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ME (chronic fatigue syndrome)

About

What is covered

This NICE Pathway covers diagnosing and managing ME/CFS in children, young people and adults. It aims to improve awareness and understanding about ME/CFS and when to suspect it, so that people are diagnosed earlier. It includes recommendations on diagnosis, assessment and care planning, safeguarding, access to care and managing ME/CFS and its symptoms.

Updates

Person-centred care

People have the right to be involved in discussions and make informed decisions about their care, as described in your care.
Making decisions using NICE guidelines explains how we use words to show the strength (or certainty) of our recommendations, and has information about prescribing medicines (including off label use), professional guidelines, standards and laws (including on consent and mental capacity), and safeguarding.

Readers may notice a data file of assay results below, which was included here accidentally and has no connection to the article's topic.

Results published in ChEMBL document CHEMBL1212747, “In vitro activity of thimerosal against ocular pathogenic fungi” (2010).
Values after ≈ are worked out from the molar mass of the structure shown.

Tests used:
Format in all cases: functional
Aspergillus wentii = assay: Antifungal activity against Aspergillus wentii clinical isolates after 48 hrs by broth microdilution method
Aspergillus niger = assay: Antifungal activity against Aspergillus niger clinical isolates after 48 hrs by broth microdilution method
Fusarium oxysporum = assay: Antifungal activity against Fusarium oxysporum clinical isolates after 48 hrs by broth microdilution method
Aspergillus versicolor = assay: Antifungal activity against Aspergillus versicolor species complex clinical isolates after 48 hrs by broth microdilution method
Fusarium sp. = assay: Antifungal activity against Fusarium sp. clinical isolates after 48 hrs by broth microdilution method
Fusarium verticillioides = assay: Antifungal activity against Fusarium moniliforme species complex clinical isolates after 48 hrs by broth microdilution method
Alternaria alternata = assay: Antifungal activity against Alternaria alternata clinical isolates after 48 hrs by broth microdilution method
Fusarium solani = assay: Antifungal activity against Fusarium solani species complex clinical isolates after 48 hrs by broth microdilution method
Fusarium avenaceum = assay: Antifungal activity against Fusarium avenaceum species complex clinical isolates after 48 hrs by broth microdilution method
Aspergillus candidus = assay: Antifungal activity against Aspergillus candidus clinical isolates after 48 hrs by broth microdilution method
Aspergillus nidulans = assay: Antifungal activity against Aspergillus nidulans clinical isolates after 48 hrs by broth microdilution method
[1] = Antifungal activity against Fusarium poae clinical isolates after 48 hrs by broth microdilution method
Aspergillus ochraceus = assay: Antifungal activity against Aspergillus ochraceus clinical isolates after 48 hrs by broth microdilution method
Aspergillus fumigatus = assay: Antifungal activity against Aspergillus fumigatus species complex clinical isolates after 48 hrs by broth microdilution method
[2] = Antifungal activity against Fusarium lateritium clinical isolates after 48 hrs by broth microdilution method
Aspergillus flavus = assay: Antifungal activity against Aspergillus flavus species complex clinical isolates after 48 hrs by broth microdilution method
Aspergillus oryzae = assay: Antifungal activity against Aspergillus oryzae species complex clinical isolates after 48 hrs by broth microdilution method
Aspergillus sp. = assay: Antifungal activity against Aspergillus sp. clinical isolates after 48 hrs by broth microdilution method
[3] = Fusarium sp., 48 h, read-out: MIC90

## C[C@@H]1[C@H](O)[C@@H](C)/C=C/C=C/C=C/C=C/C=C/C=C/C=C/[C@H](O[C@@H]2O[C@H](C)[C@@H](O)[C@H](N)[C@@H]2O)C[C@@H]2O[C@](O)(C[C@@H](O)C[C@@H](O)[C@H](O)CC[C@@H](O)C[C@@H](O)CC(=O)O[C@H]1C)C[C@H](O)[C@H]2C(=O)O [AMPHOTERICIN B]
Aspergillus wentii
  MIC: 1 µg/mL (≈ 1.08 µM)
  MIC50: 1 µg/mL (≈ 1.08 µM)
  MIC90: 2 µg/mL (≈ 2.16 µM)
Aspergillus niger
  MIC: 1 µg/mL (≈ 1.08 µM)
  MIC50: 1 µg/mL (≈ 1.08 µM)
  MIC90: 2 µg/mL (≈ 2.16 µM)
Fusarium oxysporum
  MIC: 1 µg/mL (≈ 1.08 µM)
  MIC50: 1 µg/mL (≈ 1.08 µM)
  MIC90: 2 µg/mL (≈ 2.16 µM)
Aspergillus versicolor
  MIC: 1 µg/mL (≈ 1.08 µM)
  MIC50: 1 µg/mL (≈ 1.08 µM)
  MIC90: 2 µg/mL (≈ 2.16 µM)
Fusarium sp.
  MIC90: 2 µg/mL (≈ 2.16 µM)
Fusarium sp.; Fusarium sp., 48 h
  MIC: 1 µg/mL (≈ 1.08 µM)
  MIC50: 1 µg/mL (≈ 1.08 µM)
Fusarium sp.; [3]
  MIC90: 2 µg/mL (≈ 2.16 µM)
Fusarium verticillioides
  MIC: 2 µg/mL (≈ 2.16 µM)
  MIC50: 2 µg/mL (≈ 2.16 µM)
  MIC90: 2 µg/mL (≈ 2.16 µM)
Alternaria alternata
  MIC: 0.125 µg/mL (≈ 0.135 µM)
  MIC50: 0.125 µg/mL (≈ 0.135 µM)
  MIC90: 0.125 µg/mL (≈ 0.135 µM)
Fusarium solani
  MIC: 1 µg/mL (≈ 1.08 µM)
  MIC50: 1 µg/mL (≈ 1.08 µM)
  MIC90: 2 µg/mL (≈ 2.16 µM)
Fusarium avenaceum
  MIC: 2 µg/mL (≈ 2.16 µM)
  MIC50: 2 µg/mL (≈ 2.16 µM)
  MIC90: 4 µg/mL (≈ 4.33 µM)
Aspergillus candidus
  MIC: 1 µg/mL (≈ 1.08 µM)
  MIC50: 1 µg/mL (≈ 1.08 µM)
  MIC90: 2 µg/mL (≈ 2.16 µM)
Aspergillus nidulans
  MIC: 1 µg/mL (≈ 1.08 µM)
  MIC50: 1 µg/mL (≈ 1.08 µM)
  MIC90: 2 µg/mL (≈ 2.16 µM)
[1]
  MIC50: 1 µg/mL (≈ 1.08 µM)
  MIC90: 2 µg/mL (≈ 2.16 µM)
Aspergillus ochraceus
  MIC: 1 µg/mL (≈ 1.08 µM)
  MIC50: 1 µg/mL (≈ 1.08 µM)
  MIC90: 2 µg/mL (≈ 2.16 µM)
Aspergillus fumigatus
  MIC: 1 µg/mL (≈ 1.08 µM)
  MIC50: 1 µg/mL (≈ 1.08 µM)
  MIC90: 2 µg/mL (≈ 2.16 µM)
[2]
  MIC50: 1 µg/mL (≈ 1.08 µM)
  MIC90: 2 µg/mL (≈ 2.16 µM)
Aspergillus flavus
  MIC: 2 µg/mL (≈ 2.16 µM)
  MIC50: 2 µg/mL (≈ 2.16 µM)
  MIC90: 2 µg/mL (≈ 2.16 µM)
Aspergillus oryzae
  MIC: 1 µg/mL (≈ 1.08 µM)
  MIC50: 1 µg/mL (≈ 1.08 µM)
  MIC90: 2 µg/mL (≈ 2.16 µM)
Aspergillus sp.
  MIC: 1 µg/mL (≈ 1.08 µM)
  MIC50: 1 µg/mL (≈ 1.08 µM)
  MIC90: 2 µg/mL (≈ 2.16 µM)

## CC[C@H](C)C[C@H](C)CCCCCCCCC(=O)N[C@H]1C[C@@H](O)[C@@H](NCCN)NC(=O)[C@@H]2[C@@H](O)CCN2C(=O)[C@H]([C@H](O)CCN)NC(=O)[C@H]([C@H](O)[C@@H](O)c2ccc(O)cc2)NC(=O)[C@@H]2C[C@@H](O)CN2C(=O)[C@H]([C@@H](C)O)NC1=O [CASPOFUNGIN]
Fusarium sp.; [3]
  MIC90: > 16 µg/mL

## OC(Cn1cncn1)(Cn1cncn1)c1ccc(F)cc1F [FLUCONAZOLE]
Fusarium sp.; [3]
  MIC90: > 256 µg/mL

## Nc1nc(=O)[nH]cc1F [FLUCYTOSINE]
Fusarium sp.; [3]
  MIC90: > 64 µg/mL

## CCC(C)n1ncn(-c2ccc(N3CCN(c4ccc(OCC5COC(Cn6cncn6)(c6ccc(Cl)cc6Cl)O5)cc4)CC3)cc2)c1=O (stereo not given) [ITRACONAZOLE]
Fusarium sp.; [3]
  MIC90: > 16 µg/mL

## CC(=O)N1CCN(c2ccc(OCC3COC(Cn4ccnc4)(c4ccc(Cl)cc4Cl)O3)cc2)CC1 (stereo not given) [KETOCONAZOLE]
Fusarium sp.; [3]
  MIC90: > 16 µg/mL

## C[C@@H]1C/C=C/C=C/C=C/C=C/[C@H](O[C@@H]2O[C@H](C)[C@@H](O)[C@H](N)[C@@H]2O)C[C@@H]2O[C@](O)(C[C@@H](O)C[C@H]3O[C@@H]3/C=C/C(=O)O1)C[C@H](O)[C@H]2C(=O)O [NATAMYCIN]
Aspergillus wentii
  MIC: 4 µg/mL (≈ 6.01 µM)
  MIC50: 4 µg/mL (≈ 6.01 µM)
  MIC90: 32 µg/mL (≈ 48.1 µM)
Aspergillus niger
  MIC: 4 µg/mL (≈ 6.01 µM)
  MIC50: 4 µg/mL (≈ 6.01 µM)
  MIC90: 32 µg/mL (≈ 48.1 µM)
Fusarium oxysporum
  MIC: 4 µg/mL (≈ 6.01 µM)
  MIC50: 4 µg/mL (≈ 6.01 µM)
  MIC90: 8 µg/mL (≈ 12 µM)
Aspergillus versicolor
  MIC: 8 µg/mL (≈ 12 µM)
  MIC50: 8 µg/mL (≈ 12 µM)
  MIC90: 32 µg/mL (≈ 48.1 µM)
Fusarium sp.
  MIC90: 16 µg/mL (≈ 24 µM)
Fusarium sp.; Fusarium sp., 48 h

Your responsibility

Guidelines

The recommendations in this guideline represent the view of NICE, arrived at after careful consideration of the evidence available. When exercising their judgement, professionals and practitioners are expected to take this guideline fully into account, alongside the individual needs, preferences and values of their patients or the people using their service. It is not mandatory to apply the recommendations, and the guideline does not override the responsibility to make decisions appropriate to the circumstances of the individual, in consultation with them and their families and carers or guardian.
Local commissioners and providers of healthcare have a responsibility to enable the guideline to be applied when individual professionals and people using services wish to use it. They should do so in the context of local and national priorities for funding and developing services, and in light of their duties to have due regard to the need to eliminate unlawful discrimination, to advance equality of opportunity and to reduce health inequalities. Nothing in this guideline should be interpreted in a way that would be inconsistent with complying with those duties.